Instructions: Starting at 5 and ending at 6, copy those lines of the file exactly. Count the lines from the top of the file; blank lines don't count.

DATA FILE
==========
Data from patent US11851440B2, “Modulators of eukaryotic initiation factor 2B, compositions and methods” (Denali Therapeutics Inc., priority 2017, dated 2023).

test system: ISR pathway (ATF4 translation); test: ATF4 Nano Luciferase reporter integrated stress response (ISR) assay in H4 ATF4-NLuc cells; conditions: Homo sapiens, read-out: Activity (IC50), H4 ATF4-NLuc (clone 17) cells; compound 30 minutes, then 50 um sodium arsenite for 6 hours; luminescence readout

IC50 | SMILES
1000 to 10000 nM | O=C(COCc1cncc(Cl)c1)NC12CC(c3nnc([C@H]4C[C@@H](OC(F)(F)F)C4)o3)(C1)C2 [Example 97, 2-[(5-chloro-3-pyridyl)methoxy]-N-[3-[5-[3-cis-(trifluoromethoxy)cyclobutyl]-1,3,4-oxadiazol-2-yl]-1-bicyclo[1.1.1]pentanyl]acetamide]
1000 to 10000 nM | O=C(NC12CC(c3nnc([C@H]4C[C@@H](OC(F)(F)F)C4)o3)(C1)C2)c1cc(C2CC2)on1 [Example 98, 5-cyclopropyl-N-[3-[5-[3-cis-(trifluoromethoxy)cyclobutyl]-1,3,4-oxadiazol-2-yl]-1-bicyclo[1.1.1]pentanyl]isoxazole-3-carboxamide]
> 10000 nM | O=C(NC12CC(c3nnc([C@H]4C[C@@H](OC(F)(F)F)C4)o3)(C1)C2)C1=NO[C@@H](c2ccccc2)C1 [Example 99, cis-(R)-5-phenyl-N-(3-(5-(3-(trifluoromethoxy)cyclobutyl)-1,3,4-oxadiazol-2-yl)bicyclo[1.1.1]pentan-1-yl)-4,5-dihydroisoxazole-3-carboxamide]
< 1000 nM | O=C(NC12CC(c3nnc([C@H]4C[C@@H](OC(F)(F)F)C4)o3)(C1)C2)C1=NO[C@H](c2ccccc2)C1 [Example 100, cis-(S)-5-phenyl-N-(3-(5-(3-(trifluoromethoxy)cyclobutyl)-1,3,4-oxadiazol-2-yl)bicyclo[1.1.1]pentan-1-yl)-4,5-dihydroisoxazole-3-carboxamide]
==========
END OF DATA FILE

1000 to 10000 nM | O=C(NC12CC(c3nnc([C@H]4C[C@@H](OC(F)(F)F)C4)o3)(C1)C2)c1cc(C2CC2)on1 [Example 98, 5-cyclopropyl-N-[3-[5-[3-cis-(trifluoromethoxy)cyclobutyl]-1,3,4-oxadiazol-2-yl]-1-bicyclo[1.1.1]pentanyl]isoxazole-3-carboxamide]
> 10000 nM | O=C(NC12CC(c3nnc([C@H]4C[C@@H](OC(F)(F)F)C4)o3)(C1)C2)C1=NO[C@@H](c2ccccc2)C1 [Example 99, cis-(R)-5-phenyl-N-(3-(5-(3-(trifluoromethoxy)cyclobutyl)-1,3,4-oxadiazol-2-yl)bicyclo[1.1.1]pentan-1-yl)-4,5-dihydroisoxazole-3-carboxamide]